Thyroid Cancer Awareness

Written by: Kheng Joe Lau, MD, Endocrinologist

Thyroid Cancer Awareness: Understanding the Basics and Seeking Help

Thyroid cancer, a relatively rare yet increasingly diagnosed malignancy, requires our attention to ensure timely detection and effective treatment. In 2023, the American Cancer Society estimates that there will be around 43,720 new cases of thyroid cancer in the United States. This includes about 12,540 cases in men and 31,180 cases in women.  This article aims to shed light on the signs, symptoms, diagnosis, and treatment of thyroid cancer in a way that anyone can comprehend. Whether you’re a patient or a concerned individual, understanding these aspects is crucial for early intervention and improved outcomes.

Recognizing Signs and Symptoms: When to Suspect Thyroid Cancer

The thyroid gland, a small butterfly-shaped organ in your neck, controls your body’s metabolism by producing hormones that influence things like energy, heart rate, and body temperature. Like other organs in the body, thyroid gland can also become cancerous.

Most do not know this, but thyroid cancer frequently presents itself at an earlier age compared to most other adult cancers. On average, individuals receive a thyroid cancer diagnosis around the age of 51.

Thyroid cancer often doesn’t exhibit obvious symptoms in its early stages, making awareness important for early detection. While some symptoms can be mistaken for common ailments, persistent signs should raise suspicion. Keep an eye out for unexplained hoarseness, difficulty swallowing, or a noticeable lump or swelling in your neck. Fatigue, unexplained weight changes, and neck pain are also factors to consider. If any of these symptoms linger or worsen over time, consulting a healthcare professional is essential.

Diagnostic Steps by Endocrinologists

If thyroid cancer is suspected by your primary doctor, an endocrinologist will play a vital role in confirming the diagnosis. They are specialists who focus on disorders related to the endocrine system, including the thyroid gland.

First, an ultrasound of the thyroid gland will help identify the presence of thyroid mass or thyroid nodules.

Next, a fine-needle aspiration biopsy guided by ultrasound might be performed on nodules that are suspicious, involving the removal of cells for examination under a microscope.

According to the American Thyroid Association, up to 7% of adult women and 2-3% of adult men have palpable thyroid nodules. However, the good news is most of these nodules are benign. Only about 5-15% of thyroid nodules that are evaluated through ultrasound and fine-needle aspiration biopsy turn out to be cancer.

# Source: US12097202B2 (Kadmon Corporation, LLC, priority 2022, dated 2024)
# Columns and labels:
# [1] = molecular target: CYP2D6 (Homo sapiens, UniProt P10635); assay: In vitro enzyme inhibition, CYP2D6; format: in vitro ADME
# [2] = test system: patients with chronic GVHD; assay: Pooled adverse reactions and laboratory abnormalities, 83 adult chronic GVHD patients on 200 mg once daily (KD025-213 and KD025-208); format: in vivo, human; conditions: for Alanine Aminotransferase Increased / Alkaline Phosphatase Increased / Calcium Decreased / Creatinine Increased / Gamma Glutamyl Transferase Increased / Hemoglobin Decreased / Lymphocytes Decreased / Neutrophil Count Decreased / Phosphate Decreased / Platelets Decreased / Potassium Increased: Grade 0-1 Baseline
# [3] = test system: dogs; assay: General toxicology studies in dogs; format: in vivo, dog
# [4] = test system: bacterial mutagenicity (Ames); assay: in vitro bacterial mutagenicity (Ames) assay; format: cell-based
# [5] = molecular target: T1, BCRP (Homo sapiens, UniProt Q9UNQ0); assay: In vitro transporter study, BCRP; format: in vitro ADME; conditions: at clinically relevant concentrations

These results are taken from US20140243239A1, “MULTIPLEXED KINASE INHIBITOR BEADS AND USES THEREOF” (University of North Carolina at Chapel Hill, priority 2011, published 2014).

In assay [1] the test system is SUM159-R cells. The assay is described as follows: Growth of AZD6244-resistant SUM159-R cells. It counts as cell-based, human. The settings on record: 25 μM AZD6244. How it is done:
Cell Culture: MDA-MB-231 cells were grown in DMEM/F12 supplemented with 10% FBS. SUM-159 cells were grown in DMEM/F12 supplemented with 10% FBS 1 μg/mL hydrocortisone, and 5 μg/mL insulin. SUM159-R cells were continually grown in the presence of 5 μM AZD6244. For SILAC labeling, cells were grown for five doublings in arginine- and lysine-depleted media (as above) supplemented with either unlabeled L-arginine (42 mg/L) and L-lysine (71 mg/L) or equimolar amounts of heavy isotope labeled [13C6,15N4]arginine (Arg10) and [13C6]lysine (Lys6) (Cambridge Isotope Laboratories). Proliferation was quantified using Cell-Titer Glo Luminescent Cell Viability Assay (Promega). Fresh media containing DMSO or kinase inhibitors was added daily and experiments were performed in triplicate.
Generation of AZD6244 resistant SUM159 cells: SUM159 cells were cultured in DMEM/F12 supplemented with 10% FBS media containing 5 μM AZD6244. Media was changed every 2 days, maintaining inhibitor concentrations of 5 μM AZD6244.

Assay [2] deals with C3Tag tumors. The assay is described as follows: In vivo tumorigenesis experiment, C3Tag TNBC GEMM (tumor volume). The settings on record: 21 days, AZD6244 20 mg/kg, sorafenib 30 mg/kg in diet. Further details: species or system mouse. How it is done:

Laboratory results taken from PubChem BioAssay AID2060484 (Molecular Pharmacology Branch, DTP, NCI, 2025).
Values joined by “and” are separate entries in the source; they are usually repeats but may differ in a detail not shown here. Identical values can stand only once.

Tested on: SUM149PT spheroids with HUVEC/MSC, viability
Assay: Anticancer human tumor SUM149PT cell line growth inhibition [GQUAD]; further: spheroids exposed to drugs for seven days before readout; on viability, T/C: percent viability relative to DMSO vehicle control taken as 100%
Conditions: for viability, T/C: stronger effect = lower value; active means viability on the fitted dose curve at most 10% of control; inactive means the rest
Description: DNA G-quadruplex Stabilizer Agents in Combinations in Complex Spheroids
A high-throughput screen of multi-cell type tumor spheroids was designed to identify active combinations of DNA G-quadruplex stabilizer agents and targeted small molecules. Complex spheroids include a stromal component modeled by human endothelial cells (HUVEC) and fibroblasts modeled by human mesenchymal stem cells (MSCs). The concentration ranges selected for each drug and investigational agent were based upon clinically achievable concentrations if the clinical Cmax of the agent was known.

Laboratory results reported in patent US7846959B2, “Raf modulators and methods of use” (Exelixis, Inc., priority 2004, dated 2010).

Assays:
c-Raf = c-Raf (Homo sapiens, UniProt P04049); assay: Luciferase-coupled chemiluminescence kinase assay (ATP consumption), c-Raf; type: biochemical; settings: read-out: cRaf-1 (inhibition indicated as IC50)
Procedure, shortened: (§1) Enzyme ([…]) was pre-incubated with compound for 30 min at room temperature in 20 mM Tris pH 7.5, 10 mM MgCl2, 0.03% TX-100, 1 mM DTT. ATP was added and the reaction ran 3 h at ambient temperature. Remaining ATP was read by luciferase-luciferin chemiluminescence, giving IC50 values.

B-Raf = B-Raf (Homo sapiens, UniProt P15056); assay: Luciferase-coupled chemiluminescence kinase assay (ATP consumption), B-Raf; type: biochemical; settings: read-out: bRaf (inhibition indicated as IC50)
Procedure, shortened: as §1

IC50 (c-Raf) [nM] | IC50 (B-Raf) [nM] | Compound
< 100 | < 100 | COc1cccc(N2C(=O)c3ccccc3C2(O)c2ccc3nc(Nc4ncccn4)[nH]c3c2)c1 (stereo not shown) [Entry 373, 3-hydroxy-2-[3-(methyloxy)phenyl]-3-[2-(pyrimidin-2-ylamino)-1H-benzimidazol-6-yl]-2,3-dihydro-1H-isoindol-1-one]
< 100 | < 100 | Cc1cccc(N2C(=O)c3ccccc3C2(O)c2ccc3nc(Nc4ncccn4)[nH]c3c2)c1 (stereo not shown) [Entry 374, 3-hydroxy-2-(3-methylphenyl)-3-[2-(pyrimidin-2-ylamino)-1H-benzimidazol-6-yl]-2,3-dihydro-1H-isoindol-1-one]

Collaborative Treatment Approach: Thyroid Surgeons and Endocrinologists

Upon confirmation of thyroid cancer, a collaborative approach between thyroid surgeons and endocrinologists ensures the best possible treatment outcomes. Thyroid surgeons are skilled professionals who specialize in removing thyroid nodules and, if necessary, the entire thyroid gland. The type of surgery required will depend on the extent and nature of the cancer. Some patients might undergo a total thyroidectomy, while others may only need a partial thyroidectomy.

After surgery, some people may need to take a special kind of iodine that’s radioactive. Thyroid cells absorb this iodine, and the radioactivity helps kill any remaining cancer cells. It’s usually taken as a pill.

Endocrinologists continue to play a crucial role post-surgery. If a total thyroidectomy is performed, patients will require thyroid hormone replacement therapy for the rest of their lives. Endocrinologists carefully monitor hormone levels and adjust medication dosages as needed to maintain optimal health and well-being. Additionally, ongoing surveillance such as monitoring blood tumor markers and routine ultrasounds are essential to detect any recurrence of the cancer.

In Conclusion

Thyroid cancer is a condition that demands our attention and understanding. By recognizing the signs and symptoms, individuals can take charge of their health and seek medical advice when needed.

Endocrinologists play a pivotal role in diagnosing thyroid cancer through a series of tests and procedures. If diagnosed, the combined expertise of thyroid surgeons and endocrinologists ensures comprehensive treatment, from surgical intervention to long-term hormone replacement and follow-up care.  As an endocrinologist at Western Wisconsin Health, I am excited to announce my partnership with Dr Ben Addicks, our ENT surgeon in the management of thyroid cancer.

Ultimately, our awareness and proactive approach are the cornerstones of fighting thyroid cancer. As we strive for early detection and effective treatment, remember that knowledge is power. By spreading awareness and understanding, we can make a difference in the lives of those affected by thyroid cancer and contribute to a healthier future for all.

If you believe that you need to be evaluated for thyroid related conditions, please contact Western Wisconsin Health at 715-684-1111 to set up appointment for your care.


  1. American Cancer Society
  2. American Thyroid Association
  3. Uptodate